Smithfield, Selma and Benson hope to lower electricity rates by sharing equipment, administrative and computer-software costs. All three towns have adopted resolutions agreeing to work together to save money.
The arrangement is similar to one used by the county’s EMS squads, which are buying equipment together. Town leaders in Benson, Selma and Smithfield think they can do the same thing with municipal electric service and pass the savings on to customers.
In all three towns, electricity rates are higher than those charged by Duke Progress Energy, sometimes 30 percent higher, though a Duke rate proposal could close the gap a bit. Last month, the N.C. Utilities Commission approved the company’s first rate increase in 25 years. Starting in 2014, Duke customers’ rates will go up 7.5 percent.
Earl Botkin, the public-works director in Smithfield, said the Duke rate increase would help level the playing field.
“Our residential rates will be less than 10 percent different,” Botkin said. “That gap is gradually closing, especially on the residential side.”
But town leaders say they still want to bring municipal rates down. Smithfield Mayor Daniel Evans said the idea surfaced during county mayor meetings earlier this year. “Our community is interested in keeping our rates low and competitive with Duke Progress,” he said. “This is not a cure-all but the beginning of the discussion.”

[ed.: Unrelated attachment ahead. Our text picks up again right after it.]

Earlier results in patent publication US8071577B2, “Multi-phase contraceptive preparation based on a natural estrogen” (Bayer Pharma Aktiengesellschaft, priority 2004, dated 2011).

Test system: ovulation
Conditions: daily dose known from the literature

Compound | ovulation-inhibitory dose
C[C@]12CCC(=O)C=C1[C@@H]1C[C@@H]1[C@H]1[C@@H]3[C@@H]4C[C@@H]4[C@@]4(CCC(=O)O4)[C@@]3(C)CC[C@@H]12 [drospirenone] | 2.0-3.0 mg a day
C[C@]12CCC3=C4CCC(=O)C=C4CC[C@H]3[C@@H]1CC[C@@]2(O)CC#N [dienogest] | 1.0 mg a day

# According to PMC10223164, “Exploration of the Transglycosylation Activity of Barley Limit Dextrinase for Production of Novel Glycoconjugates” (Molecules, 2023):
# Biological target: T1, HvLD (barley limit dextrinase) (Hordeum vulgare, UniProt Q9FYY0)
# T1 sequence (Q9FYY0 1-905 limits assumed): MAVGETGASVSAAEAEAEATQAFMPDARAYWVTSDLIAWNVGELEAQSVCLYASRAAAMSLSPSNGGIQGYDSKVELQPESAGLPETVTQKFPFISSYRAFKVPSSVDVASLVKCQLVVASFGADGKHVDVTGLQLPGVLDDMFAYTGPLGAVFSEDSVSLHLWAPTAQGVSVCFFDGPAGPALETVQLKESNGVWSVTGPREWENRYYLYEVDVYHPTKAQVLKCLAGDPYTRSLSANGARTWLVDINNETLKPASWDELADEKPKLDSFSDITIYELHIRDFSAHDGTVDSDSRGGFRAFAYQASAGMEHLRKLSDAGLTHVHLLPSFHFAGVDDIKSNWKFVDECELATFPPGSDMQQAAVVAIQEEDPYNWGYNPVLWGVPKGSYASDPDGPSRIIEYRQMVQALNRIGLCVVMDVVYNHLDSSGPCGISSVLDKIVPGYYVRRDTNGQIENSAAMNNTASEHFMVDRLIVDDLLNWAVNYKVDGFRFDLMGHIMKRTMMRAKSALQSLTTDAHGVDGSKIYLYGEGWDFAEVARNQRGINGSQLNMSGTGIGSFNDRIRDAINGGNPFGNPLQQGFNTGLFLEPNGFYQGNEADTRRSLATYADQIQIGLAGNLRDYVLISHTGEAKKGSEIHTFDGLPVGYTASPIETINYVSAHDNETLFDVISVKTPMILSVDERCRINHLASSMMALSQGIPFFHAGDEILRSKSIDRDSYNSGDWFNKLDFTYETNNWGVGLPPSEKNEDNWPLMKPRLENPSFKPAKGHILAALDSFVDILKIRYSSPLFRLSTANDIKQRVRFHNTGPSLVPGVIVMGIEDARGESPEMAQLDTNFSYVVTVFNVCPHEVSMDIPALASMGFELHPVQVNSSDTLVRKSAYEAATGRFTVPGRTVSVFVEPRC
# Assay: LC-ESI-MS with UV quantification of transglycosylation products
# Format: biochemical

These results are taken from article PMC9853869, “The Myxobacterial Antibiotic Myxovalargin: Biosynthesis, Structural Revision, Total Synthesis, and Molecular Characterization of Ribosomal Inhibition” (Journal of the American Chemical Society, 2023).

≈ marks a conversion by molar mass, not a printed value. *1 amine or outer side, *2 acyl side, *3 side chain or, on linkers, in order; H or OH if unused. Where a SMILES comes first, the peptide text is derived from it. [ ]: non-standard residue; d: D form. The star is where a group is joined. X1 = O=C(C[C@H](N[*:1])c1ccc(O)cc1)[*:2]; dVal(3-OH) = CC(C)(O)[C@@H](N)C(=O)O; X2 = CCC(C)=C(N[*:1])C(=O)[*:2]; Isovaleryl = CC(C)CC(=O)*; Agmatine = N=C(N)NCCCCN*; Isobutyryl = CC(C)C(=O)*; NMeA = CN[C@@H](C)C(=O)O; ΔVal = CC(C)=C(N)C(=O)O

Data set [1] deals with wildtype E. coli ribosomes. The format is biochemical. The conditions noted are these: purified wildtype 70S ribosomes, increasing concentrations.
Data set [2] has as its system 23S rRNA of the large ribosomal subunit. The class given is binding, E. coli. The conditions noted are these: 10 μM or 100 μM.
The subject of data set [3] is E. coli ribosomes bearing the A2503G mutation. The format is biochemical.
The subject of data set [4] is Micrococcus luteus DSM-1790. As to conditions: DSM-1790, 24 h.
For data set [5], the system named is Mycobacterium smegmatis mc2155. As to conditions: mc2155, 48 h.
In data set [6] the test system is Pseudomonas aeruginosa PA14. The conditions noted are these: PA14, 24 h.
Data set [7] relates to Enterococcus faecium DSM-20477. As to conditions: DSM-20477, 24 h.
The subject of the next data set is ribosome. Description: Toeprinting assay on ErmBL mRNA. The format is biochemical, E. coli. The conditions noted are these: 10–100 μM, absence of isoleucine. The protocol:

Matt Zapp, Benson’s town manager, said his town is still a long way from narrowing the rate gap with Duke. The town’s rates are about 30 percent higher, he said, and he’s not sure how much difference a cost-sharing agreement with Selma and Smithfield will make.
“I don’t know how to answer that question right now,” Zapp said. “There is still a gap, and Benson is fully aware of it.”
Zapp said the towns could save a significant amount of money by buying meters in bulk. Town employees, meanwhile, can breathe a sigh of relief; Zapp said he can’t see the partnership leading to layoffs.
“There’s no way to reduce staff for electric,” Zapp said. “We’ve blended departments; we’ve blended roles; there’s no more reduction to do.”
Botkin said he thinks the partnership will help, but he can’t see it making a big difference in rates. The town’s biggest expense, he said, is purchasing the power – 85 cents of every dollar spent on the town’s electric system goes to buy power.
“Right now, with the concept of sharing some services, that would certainly help to some degree,” Botkin said. “But the biggest cost is our power bill.”
The real benefits, Botkin said, will be sharing expertise, manpower and facilities. That could help all three towns run their operations more efficiently.
Zapp said he’s optimistic his town can bring costs down enough to save its power customer money.
“If there’s a choice to do something in a more efficient manner, we’re going to do that,” he said. “We are working every day – literally every day – leaving no stone unturned.”